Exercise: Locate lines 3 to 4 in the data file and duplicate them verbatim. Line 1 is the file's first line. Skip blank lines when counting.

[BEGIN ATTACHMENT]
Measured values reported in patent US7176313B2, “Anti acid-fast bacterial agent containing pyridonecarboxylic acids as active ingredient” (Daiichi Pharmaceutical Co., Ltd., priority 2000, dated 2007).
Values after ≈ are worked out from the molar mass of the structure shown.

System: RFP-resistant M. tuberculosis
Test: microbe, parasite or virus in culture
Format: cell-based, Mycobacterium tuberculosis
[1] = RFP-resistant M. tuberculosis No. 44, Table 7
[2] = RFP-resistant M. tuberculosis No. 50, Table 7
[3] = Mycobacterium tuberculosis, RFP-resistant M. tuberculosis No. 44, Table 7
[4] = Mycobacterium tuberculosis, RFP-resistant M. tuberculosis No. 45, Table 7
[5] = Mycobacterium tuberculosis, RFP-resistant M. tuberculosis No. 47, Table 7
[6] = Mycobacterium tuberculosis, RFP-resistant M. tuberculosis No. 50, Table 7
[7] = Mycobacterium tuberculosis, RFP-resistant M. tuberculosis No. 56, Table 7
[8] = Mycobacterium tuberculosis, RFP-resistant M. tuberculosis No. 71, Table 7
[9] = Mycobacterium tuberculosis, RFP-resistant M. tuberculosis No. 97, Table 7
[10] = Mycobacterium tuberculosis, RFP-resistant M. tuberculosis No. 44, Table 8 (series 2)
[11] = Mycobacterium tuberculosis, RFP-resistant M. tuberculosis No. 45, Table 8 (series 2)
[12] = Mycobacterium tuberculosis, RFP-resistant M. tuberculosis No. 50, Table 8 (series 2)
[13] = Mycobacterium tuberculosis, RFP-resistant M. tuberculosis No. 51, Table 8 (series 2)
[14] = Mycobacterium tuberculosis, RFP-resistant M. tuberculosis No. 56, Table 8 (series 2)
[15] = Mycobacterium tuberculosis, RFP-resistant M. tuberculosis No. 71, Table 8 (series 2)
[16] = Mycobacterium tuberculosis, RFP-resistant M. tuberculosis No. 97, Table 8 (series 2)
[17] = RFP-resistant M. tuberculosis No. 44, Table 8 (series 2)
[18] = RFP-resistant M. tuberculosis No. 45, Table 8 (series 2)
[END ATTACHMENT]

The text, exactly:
System: RFP-resistant M. tuberculosis
Test: microbe, parasite or virus in culture